MANILA – All the funds received by the Philippine National Police (PNP) as monthly revenue shares from the Small Town Lottery (STL) are aboveboard and accounted for, and there is definitely no bribery involved, Philippine Charity Sweepstakes Office (PCSO) General Manager Alexander Balutan said Monday.
Balutan said the PCSO and PNP have a Memorandum of Agreement (MOA) giving the latter the lead role in eradicating illegal gambling such as jueteng in connection with Executive Order No. 13, or the all-out war against illegal gambling, issued in 2017 by President Rodrigo Roa Duterte.
Earlier, gambling operator Charlie “Atong” Ang alleged that the PNP receives bribes from STL operators.
This did not sit well with PNP Chief Ronald “Bato” dela Rosa.
“Baka sanay sya sa bribery dahil dati siyang gambling lord din siya ‘di ba [Maybe he’s used to bribery because he used to be a gambling lord, right?]” Dela Rosa was quoted saying of Ang.
Dela Rosa confirmed that the funds received from the proceeds of STL earnings are being used in anti-illegal gambling operations and certain percentages go to the national and regional headquarters.
“All funds received by the PNP are all accounted for,” said Dela Rosa.
During Balutan’s watch, the STL made history by generating P15.7-billion revenue in 2017 (P1.3 billion/month) from a mere P4.7 billion in just one year.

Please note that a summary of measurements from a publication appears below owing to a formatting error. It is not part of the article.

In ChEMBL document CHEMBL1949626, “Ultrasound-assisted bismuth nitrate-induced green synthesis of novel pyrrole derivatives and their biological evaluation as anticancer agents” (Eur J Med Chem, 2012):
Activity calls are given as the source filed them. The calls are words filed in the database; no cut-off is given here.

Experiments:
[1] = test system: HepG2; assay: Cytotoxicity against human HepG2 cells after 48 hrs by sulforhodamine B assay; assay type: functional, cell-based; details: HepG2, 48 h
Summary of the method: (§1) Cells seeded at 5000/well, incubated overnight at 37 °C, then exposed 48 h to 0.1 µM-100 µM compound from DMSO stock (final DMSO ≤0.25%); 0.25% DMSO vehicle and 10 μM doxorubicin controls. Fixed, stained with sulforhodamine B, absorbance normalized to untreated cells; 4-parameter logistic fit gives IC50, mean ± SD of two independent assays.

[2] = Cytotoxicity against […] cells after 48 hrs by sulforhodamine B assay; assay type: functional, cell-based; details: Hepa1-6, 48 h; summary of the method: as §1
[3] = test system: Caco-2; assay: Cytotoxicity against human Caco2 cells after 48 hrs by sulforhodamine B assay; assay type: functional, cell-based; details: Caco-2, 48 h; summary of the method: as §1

Out of the P1.12-billion STL shares, PCSO gave:
• P314.9 million to the PNP;
• P78.7 million to the Criminal Investigation and Detection Group (CIDG);
• P472.4 million to the cities/municipalities;
• P103.7 million to Congressional Districts, and
• P150.3 million to the provinces.
Meanwhile, Balutan clarified that while the President tasked PCSO to eradicate illegal gambling, the agency is powerless in terms of conducting operations against illegal gambling operations.
“We have no law enforcement power to police, arrest, and apprehend illegal gamblers/operators. Mas maganda nga kung meron kami nun eh,” Balutan said.
During a hearing by the Senate Committee on Games and Amusement recently, Committee Chairman Sen. Panfilo Lacson acknowledged PCSO’s predicament.
However, Lacson clarified this does not exempt PCSO from its duty to go after illegal gambling operators.
“PCSO, not the Philippine National Police (PNP), is still ‘ultimately responsible’ for stopping a gaming firm from engaging in ‘illegal gambling in the guise of operating a lawful STL’ since it gave those gaming firms authority to operate,” he said.
Balutan explained the agency has maintained close coordination with the PNP.
“Immediately after the last congressional hearing last December, we summoned the PNP and asked them to investigate such violations. Because as far as we are concerned, kami po ay walang (we do not have) police power,” Balutan said.
In a separate hearing of the same committee at the House of the Representatives, Quezon Rep. Danilo Suarez shared the same sentiment on how to eradicate illegal gambling.
Suarez said it is high time the government comes up with a clear statement and commitment from the DILG (Department of Interior and Local Government).
“Even with the clear intention, PCSO cannot stop proliferation if there’s no police assistance. Wala ho talaga,” Suarez said.